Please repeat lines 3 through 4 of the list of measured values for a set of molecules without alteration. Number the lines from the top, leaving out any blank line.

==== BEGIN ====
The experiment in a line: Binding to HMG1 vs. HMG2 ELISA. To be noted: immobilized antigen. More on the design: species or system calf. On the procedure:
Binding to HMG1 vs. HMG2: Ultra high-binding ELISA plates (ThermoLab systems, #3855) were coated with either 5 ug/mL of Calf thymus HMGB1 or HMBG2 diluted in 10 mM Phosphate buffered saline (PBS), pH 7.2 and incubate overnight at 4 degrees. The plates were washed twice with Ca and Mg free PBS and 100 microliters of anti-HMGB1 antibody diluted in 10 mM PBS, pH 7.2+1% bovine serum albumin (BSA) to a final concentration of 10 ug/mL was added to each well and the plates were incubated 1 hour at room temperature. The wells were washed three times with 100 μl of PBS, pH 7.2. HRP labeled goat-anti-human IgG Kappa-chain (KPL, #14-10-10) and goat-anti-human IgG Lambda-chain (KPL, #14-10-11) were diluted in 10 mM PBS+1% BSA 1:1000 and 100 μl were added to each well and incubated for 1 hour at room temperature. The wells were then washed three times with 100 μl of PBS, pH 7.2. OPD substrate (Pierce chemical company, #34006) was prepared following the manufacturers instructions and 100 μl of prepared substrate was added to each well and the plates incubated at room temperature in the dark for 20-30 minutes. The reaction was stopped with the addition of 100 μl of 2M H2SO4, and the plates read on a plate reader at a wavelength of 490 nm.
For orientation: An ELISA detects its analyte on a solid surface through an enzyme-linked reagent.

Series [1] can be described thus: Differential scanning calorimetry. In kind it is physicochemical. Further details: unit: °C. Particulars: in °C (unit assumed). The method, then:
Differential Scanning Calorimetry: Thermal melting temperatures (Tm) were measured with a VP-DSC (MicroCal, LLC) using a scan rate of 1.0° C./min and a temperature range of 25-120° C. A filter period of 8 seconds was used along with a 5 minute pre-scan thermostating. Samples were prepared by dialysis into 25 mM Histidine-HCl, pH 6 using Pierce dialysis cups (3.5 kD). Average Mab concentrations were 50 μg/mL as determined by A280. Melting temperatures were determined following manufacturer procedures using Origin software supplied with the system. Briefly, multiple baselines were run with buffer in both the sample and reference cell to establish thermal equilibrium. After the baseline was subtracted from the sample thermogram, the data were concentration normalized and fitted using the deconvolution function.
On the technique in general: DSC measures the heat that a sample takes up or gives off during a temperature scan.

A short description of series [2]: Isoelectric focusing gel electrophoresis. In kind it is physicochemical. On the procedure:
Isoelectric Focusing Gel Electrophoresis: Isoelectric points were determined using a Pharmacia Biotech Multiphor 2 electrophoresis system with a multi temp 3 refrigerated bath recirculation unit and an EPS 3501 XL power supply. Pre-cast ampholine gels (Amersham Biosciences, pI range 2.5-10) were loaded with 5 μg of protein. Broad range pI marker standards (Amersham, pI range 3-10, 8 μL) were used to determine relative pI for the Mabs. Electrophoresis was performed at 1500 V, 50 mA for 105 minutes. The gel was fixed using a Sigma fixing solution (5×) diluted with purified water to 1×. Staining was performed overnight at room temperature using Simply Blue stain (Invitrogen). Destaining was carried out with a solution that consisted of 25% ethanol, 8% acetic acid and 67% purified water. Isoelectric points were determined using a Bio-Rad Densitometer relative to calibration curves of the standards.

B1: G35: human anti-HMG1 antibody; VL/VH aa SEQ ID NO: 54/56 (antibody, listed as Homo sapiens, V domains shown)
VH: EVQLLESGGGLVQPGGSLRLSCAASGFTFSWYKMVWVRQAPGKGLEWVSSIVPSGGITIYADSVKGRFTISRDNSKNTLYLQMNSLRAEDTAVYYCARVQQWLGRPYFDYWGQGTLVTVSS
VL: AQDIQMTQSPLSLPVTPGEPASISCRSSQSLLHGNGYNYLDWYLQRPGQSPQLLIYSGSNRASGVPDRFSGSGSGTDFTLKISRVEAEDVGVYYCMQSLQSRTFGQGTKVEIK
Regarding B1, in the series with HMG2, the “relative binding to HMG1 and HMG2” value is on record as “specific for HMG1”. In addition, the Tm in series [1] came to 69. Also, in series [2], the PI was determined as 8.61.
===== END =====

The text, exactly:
For orientation: An ELISA detects its analyte on a solid surface through an enzyme-linked reagent.

Series [1] can be described thus: Differential scanning calorimetry. In kind it is physicochemical. Further details: unit: °C. Particulars: in °C (unit assumed). The method, then: